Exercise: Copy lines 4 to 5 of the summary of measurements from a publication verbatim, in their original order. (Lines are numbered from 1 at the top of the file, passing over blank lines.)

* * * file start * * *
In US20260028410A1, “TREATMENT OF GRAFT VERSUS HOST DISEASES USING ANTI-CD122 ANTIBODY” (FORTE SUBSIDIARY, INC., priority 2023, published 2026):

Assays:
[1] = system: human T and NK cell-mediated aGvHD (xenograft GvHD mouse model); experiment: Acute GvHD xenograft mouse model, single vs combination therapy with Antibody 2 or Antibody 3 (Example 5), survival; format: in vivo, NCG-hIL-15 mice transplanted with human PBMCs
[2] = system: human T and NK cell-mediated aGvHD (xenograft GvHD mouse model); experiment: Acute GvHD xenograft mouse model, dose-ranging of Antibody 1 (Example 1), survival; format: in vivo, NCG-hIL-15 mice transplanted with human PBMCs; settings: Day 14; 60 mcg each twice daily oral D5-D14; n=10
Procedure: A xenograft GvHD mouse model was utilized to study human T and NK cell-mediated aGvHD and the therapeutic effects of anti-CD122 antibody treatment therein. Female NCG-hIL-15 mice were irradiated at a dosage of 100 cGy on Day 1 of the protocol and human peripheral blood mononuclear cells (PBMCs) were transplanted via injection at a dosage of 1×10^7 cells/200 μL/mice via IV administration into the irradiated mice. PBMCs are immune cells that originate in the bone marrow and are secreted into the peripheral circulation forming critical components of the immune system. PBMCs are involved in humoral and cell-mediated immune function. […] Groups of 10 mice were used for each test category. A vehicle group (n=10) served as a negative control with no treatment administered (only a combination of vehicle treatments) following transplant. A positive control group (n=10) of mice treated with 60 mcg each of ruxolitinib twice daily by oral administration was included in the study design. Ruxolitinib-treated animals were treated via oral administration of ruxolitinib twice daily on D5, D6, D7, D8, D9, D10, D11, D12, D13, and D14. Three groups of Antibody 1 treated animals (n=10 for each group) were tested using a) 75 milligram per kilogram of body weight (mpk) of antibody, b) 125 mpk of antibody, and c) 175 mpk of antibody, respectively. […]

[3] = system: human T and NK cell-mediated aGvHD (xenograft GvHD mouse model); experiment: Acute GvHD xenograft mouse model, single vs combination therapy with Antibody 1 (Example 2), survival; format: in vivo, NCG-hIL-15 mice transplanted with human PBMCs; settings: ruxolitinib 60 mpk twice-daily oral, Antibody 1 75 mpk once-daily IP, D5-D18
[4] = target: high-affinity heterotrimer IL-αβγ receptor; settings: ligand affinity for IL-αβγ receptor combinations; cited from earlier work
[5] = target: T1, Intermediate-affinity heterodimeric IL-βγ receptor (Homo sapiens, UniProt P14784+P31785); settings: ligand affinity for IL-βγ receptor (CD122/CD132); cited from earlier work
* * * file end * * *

[2] = system: human T and NK cell-mediated aGvHD (xenograft GvHD mouse model); experiment: Acute GvHD xenograft mouse model, dose-ranging of Antibody 1 (Example 1), survival; format: in vivo, NCG-hIL-15 mice transplanted with human PBMCs; settings: Day 14; 60 mcg each twice daily oral D5-D14; n=10
Procedure: A xenograft GvHD mouse model was utilized to study human T and NK cell-mediated aGvHD and the therapeutic effects of anti-CD122 antibody treatment therein. Female NCG-hIL-15 mice were irradiated at a dosage of 100 cGy on Day 1 of the protocol and human peripheral blood mononuclear cells (PBMCs) were transplanted via injection at a dosage of 1×10^7 cells/200 μL/mice via IV administration into the irradiated mice. PBMCs are immune cells that originate in the bone marrow and are secreted into the peripheral circulation forming critical components of the immune system. PBMCs are involved in humoral and cell-mediated immune function. […] Groups of 10 mice were used for each test category. A vehicle group (n=10) served as a negative control with no treatment administered (only a combination of vehicle treatments) following transplant. A positive control group (n=10) of mice treated with 60 mcg each of ruxolitinib twice daily by oral administration was included in the study design. Ruxolitinib-treated animals were treated via oral administration of ruxolitinib twice daily on D5, D6, D7, D8, D9, D10, D11, D12, D13, and D14. Three groups of Antibody 1 treated animals (n=10 for each group) were tested using a) 75 milligram per kilogram of body weight (mpk) of antibody, b) 125 mpk of antibody, and c) 175 mpk of antibody, respectively. […]